The film effectively challenges perceptions of the Muslim community’s ‘otherness’. “I really think this is a positive thing,” Moosa says. “It moves away from the general narrative about Muslims.” He then adds, “You know there’s a specific narrative out there involving Muslims – terrorism, war, misogyny…” He trails off and then looks at the poster of Material on the wall opposite him and continues, “Here, this is just a human story, a family story that everyone should be able to relate to. The only difference here is that the protagonists – the leads – are Muslims.”
Just that morning, Megan Godsell, a writer, director and filmmaker in her own stead was gushing with praise for Material. “It was subtle and gentle and funny as well as heartbreaking!” she enthused. “Everyone must see it!” She rates Material alongside Paljas, God is African, Tsotsi andWhite Wedding – films she calls real South African films. “It’s an interesting thing,” Moosa says weighing the feedback he’s received so far, “I think non-Muslims are going to like this movie more than Muslims.”
He’s experienced some weird reactions to the film so far. Putting on his best impression of a Sandton kugel, he says, “I just realised Muslims are people like everyone else. I identified.” While we enjoy a chuckle he says, “It’s not just anyone saying these things – intelligent people are saying these things. It is strange but it’s the thing with these themes that are pervasive and you get bombarded by one kind of image and then you are confronted with something that is just a lot more real. In that sense you can understand this reaction, but it’s just still so strange,” he says while his face creases into a thoughtful furrow.
This film has been more than seven years in the making but the hard work and thought put into it has paid off in a beautifully made peace of art. Moosa though is certain there will not be repeat performance for him. “I’m more comfortable moving behind the scenes. I think I have a feel for it but I do like performing,” he says. “ I like writing jokes and performing for the first time. That is my bliss.” And it is his love for performing that gave birth to the film. He recounts, (the film’s producer) Ronnie Apteker came up to him, and said “Riaad,” Moosa now puts on his best impression of Ronnie and then continues, “‘We should do a movie. We should write a script.’ I thought, ‘What is this guy saying? I have ward rounds in the morning.’” The idea though took root. “I approached it like I do to a lot of things in life. If I don’t have an initial moral opposition to something directly then I just go with it and see where the universe takes me. And this went through some strange process where at various points along these seven years we thought we were flogging a dead horse. Nothing’s going to happen and then you have a moment of clarity – an epiphany to spur you on.”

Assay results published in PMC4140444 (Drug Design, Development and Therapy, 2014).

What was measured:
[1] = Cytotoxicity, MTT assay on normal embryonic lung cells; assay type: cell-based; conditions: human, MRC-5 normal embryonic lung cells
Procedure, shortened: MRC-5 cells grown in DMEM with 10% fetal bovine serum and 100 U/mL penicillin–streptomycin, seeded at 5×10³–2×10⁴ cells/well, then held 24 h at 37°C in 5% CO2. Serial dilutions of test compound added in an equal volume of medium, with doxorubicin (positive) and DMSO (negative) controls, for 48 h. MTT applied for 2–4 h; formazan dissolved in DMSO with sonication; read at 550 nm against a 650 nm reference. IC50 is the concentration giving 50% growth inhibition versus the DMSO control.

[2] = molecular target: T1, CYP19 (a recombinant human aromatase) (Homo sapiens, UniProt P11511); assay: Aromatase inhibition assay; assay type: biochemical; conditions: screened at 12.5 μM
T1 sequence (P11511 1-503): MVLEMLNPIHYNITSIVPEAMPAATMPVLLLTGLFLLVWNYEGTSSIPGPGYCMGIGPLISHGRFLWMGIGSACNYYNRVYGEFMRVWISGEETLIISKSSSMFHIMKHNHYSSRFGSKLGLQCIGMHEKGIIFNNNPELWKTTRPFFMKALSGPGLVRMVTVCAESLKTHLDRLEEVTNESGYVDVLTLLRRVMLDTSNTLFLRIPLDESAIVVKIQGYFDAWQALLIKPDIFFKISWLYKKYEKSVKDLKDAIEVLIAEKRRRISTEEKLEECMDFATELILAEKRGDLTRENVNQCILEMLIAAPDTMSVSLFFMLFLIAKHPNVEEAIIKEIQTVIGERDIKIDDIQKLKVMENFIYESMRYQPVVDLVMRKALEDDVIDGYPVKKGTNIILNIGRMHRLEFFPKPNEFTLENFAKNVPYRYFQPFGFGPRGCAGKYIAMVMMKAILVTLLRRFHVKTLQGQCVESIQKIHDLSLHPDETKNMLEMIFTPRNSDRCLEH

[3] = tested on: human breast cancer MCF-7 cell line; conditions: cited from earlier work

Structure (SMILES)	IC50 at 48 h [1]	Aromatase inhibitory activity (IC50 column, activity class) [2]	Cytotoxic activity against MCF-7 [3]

The title of the film, he says, was one of those moments. “At that point the film was set in a bicycle shop – that was the inspiration of the original story about two brothers who become estranged that Craig heard from some shopkeeper while he was doing his research – and the one went to the Plaza and the other didn’t. The one at the Plaza flourished and the other one’s business went down. It was a bicycle shop. And then chatting to (writer and director) Craig Freimond one day, he asked me what question I’m most often asked as a comedian. I told him I’m always asked, ‘Where do you get your material from?’ And I usually respond, ‘The Oriental Plaza’. Craig took a beat and he said, ‘Why don’t we name the movie that?’ Joey Rasdien and I looked at each other, high fived and we were all happy. It sounded good and then upon further reflection, it just opened up so much – the textures, the beauty, the colours – the potential for that. As well as the conflict – it’s the theme of the movie in one word.”
“It’s moments like those that have made the film. And towards the end of the journey the script wasn’t right. And then we had the opportunity to get Vincent involved. Craig went to see him in London – he was doing an eight hour play on Afghanistan – that’s the kind of actor this man is – and Vincent said to Craig”, and Riaad now drops his voice into an audible whisper, “‘I need the character of Ebrahim to be a bit more developed. So I’m going to take ownership of the character…’” Riaad continues, “Craig worked with Vincent, they worked on some improvisations. Vincent got a feel for the role and then Craig travelled back home but the script now had a better-developed character for Ebrahim. And that process resulted in the script coming together. All the pieces came together. Eventually the film evolved into a story about this man. At the beginning of the film you’re not sure what it’s about. If Vincent didn’t come aboard we probably would not have shot this film.”
Material opens in cinemas countrywide on 17 February. DM